THE GOVERNMENT partially awarded the Treasury bills (T-bills) it auctioned off on Monday as rates climbed across the board on expectations of further tightening by the Philippine central bank due to still-elevated inflation.
The Bureau of the Treasury (BTr) raised P14.75 billion from the T-bills it auctioned off on Monday, short of the P15-billion program, even as bids reached P27.995 billion or almost twice as much as the amount on offer.
Broken down, the Treasury raised P5 billion as planned via the 91-day T-bills with tenders reaching P11.875 billion, more than twice the programmed amount. The average rate of the three-month paper went up by 7.7 basis points (bps) to 4.232% from the 4.155% quoted for the tenor last week, with accepted rates ranging from 4.195% to 4.35%.
The government also made a full P5-billion award of the 182-day securities as bids for the paper reached P9.18 billion. The six-month paper was quoted at an average rate of 4.959%, up by 5.6 bps from the 4.903% seen in the previous week, with accepted rates ranging from 4.85% to 4.959%.
Meanwhile, the BTr raised just P4.75 billion from the 364-day debt papers despite demand reaching P6.94 billion, above the P5 billion on the auction block. The average rate of the one-year T-bill rose to 5.393%, 15.3 bps higher than the 5.24% fetched for the tenor last week. Accepted yields ranged from 5.5% to 5.325%.
At the secondary market before Monday’s auction, the 91-, 182- and 364-day T-bills were quoted at 4.2673%, 4.874%, and 5.2682%, respectively, based on PHP Bloomberg Valuation Reference Rates data provided by the Treasury.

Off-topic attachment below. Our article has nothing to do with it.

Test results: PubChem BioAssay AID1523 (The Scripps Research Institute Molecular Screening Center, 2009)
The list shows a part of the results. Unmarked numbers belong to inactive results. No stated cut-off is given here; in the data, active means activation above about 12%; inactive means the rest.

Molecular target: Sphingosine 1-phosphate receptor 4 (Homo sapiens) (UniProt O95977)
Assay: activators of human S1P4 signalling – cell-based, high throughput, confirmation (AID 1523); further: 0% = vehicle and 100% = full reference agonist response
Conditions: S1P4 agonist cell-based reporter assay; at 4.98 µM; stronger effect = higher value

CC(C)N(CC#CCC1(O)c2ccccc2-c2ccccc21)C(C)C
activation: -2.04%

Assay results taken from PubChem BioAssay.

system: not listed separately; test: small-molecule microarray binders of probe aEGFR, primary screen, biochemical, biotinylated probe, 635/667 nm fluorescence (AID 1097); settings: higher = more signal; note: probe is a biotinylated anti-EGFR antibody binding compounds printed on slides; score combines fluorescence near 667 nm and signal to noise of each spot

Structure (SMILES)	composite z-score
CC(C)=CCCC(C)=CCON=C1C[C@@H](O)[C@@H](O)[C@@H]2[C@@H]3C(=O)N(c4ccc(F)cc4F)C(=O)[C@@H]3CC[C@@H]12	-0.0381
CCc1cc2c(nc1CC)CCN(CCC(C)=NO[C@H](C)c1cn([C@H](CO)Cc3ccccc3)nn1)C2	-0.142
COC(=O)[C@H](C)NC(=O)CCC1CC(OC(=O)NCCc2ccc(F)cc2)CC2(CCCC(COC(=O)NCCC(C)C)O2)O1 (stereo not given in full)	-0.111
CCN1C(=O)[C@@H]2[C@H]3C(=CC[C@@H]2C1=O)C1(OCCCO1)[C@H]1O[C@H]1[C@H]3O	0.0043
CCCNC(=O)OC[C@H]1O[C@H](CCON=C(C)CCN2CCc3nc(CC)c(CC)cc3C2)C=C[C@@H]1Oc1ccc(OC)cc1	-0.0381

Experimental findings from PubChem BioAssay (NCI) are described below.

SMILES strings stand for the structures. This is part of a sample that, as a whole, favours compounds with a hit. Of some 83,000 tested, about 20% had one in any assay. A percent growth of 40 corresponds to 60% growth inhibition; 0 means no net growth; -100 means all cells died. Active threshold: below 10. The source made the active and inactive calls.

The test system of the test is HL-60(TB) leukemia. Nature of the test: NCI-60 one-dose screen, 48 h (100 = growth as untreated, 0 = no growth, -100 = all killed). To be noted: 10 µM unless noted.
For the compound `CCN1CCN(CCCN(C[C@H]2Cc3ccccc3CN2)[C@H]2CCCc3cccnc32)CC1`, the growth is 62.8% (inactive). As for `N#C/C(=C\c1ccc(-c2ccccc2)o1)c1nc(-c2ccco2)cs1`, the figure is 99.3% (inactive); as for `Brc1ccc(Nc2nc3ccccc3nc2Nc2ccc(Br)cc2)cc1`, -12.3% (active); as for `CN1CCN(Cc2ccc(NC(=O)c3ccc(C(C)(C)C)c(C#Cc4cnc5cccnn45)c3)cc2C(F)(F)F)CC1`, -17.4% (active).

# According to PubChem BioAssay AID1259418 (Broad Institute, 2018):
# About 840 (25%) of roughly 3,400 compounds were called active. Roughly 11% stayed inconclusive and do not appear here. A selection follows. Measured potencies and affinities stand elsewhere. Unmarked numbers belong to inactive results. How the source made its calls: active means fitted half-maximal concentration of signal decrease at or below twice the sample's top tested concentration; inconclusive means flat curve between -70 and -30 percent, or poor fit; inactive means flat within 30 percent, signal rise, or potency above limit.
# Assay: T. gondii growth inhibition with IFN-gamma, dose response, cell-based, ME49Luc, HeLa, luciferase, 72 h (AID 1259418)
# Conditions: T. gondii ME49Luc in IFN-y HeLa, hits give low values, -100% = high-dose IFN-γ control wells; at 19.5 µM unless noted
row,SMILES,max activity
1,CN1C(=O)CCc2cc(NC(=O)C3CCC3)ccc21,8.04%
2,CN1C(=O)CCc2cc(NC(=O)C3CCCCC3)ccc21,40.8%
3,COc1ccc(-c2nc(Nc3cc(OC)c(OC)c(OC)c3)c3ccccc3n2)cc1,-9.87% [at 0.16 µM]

“Results were mixed in today’s Treasury bills auction as the Auction Committee decided to fully award bids for the 91- and 182- day T-bills while partially awarding the 364-day security,” the BTr said in a statement on Monday.
A trader said in a Viber message that the government made a partial award of its T-bill offer as rates climbed across all tenors as inflation remained well above target last month.
“Treasury bill auction yields were again higher week on week … after the latest inflation data was at a new 14-year high of 8.1% in December 2022, which could still justify further local policy rate hikes, which could follow any further hike in Federal Reserve rates on Feb. 1,” Rizal Commercial Banking Corp. Chief Economist Michael L. Ricafort likewise said in a Viber message.
Headline inflation quickened to 8.1% in December from 8% in November and 3.1% in December 2021. This was the fastest since the 9.1% print in November 2008.
This was below the 8.3% median estimate in a BusinessWorld poll of 11 analysts and within the 7.8-8.6% estimate given by the Bangko Sentral ng Pilipinas (BSP) for the month.
Full-year inflation averaged 5.8%, matching the BSP’s forecast but faster than its 2-4% annual target and the 3.9% average posted in 2021.
The BSP has said it will likely need to continue raising rates this year as inflation is expected to remain above its 2-4% target in the first semester.
In 2022, it hiked borrowing costs by 350 bps, bringing its policy rate to 5.5%.
Meanwhile, the Fed last year hiked its fed funds rate by 425 bps to a 4.25%-4.5% range and is likewise expected to continue tightening, albeit at a slower pace, to bring down elevated inflation.
The Fed’s first meeting for this year is on Jan. 31 to Feb. 1, while the BSP Monetary Board will hold its own review on Feb. 16.
On Tuesday, the BTr will offer P35 billion in reissued 25-year Treasury bonds (T-bonds) with a remaining life of 12 years and eight months.
The Treasury wants to raise P200 billion from the domestic market in January, or P60 billion through T-bills and P140 billion via T-bonds.
The government borrows from domestic and external sources to finance its budget deficit, which is expected to reach P1.47 trillion this year or 6.1% of gross domestic product. — A.M.C. Sy